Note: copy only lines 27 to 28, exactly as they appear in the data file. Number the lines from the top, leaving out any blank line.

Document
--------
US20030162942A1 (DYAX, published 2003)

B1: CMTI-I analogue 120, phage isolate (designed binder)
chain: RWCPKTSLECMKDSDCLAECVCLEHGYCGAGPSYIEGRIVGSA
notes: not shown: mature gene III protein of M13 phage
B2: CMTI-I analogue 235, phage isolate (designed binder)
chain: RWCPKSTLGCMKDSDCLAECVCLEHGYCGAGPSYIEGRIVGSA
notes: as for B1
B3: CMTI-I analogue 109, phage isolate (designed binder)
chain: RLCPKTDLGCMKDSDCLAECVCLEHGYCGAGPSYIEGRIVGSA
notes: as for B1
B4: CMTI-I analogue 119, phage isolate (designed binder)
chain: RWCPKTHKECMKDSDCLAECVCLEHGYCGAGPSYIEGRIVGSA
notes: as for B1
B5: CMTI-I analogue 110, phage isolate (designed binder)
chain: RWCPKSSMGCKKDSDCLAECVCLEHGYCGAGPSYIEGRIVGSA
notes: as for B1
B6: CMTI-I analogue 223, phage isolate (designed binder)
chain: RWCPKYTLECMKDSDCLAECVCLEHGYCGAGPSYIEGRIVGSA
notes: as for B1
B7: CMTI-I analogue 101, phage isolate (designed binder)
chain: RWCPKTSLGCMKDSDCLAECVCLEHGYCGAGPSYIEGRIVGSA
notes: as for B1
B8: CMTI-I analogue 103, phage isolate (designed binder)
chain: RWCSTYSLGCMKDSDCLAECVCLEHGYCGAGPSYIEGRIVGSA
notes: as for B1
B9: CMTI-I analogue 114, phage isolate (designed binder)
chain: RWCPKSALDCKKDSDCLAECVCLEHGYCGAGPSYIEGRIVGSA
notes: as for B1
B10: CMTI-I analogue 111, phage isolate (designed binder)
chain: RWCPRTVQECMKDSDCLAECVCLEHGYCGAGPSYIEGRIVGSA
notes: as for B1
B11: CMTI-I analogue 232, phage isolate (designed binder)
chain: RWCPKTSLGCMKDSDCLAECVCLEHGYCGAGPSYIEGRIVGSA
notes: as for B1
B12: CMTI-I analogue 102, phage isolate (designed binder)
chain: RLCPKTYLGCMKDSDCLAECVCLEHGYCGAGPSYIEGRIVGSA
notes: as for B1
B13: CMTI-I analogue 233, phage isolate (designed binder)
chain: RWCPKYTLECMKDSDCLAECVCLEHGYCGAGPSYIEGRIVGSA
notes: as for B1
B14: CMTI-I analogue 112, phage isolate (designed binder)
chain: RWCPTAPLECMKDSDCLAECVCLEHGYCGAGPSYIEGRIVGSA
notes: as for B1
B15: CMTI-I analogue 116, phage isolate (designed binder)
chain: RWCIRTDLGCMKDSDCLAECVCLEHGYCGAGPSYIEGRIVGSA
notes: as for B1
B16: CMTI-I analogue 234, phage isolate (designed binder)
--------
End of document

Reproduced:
chain: RWCPKSALDCKKDSDCLAECVCLEHGYCGAGPSYIEGRIVGSA
notes: as for B1